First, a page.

Arctic Monkeys: Humbug
Arctic Monkeys are one of the most hyped bands that ever hit the music scene. Ever since the fantastic album Whatever People Say I Am, That’s What I’m Not dropped, this bands has been touring, recording and creating music non-stop. So it came has no surprise when Favourite Worst Nightmare dropped in 2007, nearly only one year after their debut. In two years, the Arctic Monkeys achieved what most bands can’t achieve in 8 or 9 years. They managed to have two albums that were both commercially and critically successful.
Now, two years after their last album, the band comes back with Humbug, in hopes to achieve the same success they had two years ago.
Humbug is an album that disappointed me. I’ve always liked the Arctic Monkeys because they offered me something that other modern rock bands can’t offer: Thrilling rock songs with mind-blowing lyrics and stupendous vocals. But Humbug feels more like an experiment rather than an actual album. The Monkeys sound tired, and songs that would play at neck-breaking speeds are now replaced by more methodical rock songs, that neither emulate the melodies that Oasis delivers or the energy that The Rolling Stones have always managed to put in their songs. Songs like ‘Fire and the Thud’ and ‘Dance Little Liar’ can sound interesting in the beginning, but after two or three listens, they sound quite boring and uninteresting. It’s a problem that the Arctic Monkeys never had in the past, but it is a constant problem in this record.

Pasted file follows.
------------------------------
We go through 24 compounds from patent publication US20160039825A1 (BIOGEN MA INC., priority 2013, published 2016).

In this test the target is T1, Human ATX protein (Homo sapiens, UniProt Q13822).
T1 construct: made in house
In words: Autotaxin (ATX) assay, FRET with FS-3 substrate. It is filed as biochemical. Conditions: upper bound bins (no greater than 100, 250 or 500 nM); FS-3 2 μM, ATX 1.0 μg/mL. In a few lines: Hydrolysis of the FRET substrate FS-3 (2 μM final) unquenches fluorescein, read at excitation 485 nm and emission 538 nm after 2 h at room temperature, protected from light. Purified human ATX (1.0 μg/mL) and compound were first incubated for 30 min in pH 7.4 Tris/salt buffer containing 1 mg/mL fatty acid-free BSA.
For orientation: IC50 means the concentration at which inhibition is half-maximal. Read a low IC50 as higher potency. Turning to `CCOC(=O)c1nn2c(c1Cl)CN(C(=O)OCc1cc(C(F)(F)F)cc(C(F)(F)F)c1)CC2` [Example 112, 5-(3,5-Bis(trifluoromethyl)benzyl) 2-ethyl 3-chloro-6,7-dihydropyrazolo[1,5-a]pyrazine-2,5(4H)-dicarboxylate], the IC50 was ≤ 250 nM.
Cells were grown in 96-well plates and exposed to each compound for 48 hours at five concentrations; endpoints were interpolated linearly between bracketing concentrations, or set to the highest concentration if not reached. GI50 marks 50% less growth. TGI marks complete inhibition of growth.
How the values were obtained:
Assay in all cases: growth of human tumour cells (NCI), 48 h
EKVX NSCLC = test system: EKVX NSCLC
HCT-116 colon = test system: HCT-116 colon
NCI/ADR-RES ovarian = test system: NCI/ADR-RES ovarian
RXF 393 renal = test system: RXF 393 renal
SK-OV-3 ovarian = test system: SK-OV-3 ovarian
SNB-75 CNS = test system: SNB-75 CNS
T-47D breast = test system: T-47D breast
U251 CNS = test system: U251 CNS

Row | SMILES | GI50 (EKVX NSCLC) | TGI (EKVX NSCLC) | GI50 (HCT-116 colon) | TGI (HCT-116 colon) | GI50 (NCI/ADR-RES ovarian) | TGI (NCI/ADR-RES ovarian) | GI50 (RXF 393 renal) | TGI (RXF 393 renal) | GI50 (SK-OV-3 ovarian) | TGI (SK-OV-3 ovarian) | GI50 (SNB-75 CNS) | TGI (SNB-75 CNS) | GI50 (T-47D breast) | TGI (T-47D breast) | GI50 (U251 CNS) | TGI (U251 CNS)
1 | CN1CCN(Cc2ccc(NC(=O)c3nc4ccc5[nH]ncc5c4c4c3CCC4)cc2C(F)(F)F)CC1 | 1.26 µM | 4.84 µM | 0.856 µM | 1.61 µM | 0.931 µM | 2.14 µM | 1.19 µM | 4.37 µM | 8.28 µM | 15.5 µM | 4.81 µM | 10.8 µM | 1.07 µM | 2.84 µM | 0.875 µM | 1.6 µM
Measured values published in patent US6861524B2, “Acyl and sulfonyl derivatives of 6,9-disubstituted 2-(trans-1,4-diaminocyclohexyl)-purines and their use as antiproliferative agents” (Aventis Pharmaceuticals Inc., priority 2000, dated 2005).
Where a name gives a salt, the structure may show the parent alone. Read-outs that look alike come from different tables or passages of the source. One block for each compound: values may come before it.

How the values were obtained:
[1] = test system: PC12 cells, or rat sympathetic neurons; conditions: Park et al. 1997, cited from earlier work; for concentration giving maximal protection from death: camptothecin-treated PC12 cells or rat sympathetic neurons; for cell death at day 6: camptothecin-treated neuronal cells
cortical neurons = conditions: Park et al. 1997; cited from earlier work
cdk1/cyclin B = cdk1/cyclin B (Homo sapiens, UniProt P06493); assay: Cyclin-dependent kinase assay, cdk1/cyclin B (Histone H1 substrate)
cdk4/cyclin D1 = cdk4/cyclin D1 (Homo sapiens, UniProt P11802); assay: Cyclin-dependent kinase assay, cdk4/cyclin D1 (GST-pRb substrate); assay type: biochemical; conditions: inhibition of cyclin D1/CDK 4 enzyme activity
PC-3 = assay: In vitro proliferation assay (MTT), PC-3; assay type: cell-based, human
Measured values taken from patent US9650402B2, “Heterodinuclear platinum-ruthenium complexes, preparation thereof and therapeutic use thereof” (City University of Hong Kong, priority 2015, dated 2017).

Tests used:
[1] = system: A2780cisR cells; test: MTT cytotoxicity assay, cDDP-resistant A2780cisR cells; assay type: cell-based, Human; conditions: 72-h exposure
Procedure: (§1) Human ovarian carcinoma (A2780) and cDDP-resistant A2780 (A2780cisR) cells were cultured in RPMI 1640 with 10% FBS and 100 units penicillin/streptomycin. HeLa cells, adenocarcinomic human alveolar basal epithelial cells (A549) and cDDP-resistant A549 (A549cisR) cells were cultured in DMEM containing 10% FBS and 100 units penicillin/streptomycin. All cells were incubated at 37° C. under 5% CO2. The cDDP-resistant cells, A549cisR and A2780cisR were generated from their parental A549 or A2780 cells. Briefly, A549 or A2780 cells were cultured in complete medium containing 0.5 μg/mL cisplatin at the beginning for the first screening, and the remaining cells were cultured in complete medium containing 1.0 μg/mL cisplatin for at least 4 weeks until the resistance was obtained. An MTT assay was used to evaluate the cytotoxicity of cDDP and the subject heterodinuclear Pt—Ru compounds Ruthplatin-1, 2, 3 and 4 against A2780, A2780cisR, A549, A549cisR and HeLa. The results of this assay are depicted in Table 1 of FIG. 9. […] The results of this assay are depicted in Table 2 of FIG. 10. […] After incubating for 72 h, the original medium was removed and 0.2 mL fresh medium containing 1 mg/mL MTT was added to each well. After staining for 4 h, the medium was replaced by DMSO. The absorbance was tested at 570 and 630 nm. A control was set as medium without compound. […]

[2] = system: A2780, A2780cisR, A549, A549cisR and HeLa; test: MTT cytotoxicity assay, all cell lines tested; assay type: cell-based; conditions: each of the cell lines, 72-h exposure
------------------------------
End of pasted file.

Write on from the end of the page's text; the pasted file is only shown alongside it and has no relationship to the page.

But while they sound tired most of the CD, they actually achieve to sound refreshing in some songs. ‘Crying Lightning’ is a fantastic song, with clever lyrics and a good pace. It clearly is a contender for best song of 2009. Other songs like ‘Cornerstone’ and ‘The Jeweller’s Hands’ see Arctic Monkeys expanding their sound, proving to be a more versatile band than most of the bands in the mainstream now.
Lyrically and vocally, the album is quite better, and it racks up with what we are used to of Alex Turner. Witty comments on the society of today, carried on by his fantastic voice. It’s what we come to expect from him, which is always good thing.
Humbug is, undoubtedly, so far, AT’s worst album. It is understandable as it is rather an experience than a solid album, but there isn’t just enough energy behind these rockers to make this album an incredible collection of 11 songs.